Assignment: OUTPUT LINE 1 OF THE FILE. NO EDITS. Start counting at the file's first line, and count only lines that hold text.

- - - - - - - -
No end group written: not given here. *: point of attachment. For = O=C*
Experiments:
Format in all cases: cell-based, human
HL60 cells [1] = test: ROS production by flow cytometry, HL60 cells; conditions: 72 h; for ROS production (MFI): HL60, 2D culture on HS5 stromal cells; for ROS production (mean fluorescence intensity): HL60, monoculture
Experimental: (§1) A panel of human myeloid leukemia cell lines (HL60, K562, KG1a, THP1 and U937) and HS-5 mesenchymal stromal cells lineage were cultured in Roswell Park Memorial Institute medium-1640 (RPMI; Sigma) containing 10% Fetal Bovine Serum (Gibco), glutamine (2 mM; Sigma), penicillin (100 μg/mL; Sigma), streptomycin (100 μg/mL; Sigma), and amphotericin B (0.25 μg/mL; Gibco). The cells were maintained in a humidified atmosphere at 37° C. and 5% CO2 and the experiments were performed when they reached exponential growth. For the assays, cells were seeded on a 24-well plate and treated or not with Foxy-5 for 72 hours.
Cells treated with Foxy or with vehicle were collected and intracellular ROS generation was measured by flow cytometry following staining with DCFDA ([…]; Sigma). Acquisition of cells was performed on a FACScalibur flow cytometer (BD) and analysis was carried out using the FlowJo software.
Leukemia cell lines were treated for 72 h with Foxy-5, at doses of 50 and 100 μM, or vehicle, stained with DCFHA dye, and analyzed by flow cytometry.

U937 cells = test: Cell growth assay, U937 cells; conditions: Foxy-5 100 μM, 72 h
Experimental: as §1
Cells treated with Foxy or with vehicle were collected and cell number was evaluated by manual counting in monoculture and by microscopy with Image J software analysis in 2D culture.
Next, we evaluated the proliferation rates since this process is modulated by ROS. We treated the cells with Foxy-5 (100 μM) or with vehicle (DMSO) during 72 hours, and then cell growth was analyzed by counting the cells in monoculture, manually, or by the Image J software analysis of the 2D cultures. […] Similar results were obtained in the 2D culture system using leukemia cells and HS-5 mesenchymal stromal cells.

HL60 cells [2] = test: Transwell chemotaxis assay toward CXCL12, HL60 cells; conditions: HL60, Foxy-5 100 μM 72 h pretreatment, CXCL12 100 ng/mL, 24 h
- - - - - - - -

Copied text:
No end group written: not given here. *: point of attachment. For = O=C*